‘Bear Story’ and ‘Ex Machina’ Makes Animation History at the Oscars
It was a night of firsts at the Oscars, at least in the animated shorts category.
Gabriel Osorio’s CG film Bear Story won the award for best animated short. The film claims a number of firsts, including the first-ever win for a Chilean film at the Academy Awards, as well as the first time a film from Latin America has won the animated short category.
Bear Story’s tale of a bear separated from his wife and son is a political allegory about the way that families were torn apart under Chile’s notorious dictator Augusto Pinochet. Osorio acknowledged the film’s subtext during his acceptance speech when he dedicated the film to his grandfather and “all the people like him who had suffered in exile. We really hope that this must never happen again.”
Ex Machina won the Academy Award for visual effects. The award was shared by Andrew Whitehurst, Paul Norris, Mark Ardington, and Sara Bennett. Bennettt is a co-founder of Milk VFX, which provided the film’s vfx along with Double Negative, Utopia, and Web FX. She is only the third woman ever nominated in the category, and the second woman to win the Oscar for visual effects in the 86-year-history of the category, which was earlier labelled the special effects category. (Note: This article has been updated. It incorrectly stated she was the first woman, but that honor belongs to Suzanne Benson who won in 1987 for Aliens.)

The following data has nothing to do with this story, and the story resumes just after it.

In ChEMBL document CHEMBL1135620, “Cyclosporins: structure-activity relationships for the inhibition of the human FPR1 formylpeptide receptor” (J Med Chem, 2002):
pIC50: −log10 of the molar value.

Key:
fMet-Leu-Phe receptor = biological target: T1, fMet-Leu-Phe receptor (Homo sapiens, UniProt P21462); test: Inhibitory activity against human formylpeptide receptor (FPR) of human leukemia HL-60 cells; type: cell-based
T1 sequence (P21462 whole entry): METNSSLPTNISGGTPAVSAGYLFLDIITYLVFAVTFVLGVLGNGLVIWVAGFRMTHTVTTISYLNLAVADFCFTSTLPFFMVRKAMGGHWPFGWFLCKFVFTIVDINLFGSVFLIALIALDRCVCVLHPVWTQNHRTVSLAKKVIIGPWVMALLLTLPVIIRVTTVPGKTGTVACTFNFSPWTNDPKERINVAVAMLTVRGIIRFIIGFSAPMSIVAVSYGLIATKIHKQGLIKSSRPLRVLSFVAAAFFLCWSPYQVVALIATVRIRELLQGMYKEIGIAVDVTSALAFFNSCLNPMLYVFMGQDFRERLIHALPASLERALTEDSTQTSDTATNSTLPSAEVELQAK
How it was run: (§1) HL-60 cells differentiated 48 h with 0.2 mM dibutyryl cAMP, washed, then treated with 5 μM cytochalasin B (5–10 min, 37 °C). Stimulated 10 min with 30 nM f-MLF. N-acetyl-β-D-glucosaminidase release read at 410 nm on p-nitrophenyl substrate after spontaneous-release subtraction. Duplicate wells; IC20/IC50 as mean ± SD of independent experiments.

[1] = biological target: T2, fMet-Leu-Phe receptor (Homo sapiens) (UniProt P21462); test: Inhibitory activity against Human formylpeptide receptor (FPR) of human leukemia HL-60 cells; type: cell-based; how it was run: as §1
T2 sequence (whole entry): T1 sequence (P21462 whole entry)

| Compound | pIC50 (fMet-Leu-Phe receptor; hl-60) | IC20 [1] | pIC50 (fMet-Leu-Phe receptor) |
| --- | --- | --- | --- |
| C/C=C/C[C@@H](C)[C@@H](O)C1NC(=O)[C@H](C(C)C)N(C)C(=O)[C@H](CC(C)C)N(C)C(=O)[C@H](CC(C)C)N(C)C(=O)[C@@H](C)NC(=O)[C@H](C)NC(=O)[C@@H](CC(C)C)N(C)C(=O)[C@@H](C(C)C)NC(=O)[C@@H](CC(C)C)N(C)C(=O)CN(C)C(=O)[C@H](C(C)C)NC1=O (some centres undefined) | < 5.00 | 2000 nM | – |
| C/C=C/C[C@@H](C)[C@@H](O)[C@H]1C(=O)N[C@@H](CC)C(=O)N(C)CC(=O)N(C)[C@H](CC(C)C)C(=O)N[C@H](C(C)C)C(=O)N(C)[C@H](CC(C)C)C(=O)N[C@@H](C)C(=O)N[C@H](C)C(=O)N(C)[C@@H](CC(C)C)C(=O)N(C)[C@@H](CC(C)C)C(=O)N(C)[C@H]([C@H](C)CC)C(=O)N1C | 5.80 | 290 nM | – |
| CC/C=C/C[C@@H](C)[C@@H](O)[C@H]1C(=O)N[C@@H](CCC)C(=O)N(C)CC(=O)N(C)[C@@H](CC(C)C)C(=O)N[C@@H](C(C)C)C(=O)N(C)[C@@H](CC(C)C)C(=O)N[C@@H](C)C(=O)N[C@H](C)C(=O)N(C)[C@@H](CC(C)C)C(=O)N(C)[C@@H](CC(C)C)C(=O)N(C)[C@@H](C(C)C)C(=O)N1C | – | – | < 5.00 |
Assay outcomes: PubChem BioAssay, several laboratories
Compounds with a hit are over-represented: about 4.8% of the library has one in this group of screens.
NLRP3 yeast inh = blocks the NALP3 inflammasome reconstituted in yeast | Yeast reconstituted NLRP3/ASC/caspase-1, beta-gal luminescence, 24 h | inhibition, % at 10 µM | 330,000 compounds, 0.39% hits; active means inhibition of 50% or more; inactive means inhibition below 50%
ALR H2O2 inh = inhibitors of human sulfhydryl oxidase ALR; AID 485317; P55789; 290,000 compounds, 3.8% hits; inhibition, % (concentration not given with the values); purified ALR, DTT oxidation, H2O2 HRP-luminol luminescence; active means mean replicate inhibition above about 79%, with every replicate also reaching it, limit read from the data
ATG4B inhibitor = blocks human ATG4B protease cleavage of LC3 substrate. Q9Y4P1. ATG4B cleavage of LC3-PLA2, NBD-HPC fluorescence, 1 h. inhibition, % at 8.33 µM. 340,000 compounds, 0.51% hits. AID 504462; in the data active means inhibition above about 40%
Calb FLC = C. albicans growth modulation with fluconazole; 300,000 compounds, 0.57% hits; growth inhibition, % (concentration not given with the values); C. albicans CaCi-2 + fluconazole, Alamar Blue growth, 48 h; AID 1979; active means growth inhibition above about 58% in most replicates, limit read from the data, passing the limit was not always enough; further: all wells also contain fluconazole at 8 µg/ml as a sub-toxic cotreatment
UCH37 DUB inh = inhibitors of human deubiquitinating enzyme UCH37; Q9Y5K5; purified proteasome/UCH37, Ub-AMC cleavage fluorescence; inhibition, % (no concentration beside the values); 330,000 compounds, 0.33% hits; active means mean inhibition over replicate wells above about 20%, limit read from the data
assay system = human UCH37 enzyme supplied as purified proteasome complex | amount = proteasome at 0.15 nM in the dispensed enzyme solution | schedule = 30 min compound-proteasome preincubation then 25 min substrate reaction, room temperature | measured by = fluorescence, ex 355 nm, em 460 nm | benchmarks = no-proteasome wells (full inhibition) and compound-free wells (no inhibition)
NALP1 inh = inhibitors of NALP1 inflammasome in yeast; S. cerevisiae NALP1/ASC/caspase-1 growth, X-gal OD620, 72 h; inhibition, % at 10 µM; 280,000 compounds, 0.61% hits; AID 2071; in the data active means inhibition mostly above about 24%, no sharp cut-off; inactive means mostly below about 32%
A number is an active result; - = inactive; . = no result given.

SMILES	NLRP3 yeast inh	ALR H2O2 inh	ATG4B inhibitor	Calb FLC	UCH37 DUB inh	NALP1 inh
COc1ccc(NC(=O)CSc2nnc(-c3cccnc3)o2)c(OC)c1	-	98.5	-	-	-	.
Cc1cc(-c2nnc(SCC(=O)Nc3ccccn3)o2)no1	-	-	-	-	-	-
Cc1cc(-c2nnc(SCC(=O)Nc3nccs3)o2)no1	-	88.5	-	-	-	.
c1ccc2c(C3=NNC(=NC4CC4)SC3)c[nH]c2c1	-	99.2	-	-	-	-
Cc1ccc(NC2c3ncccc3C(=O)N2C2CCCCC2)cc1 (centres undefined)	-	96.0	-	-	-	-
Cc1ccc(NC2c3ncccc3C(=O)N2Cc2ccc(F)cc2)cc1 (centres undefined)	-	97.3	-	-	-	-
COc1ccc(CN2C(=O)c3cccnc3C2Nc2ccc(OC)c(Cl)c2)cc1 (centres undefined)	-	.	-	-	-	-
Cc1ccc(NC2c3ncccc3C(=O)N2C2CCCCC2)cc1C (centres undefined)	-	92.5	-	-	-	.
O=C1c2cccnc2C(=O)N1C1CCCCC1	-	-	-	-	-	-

The last woman who was nominated in the visual effects category was Pamela Easley for her work on the 1993 movie Cliffhanger.
The award for animated feature was won by Pixar for Pete Docter’s Inside Out. It marks the eighth time in nine years that a Walt Disney Company film has won the animated feature Academy Award.
Congratulations to all the winners!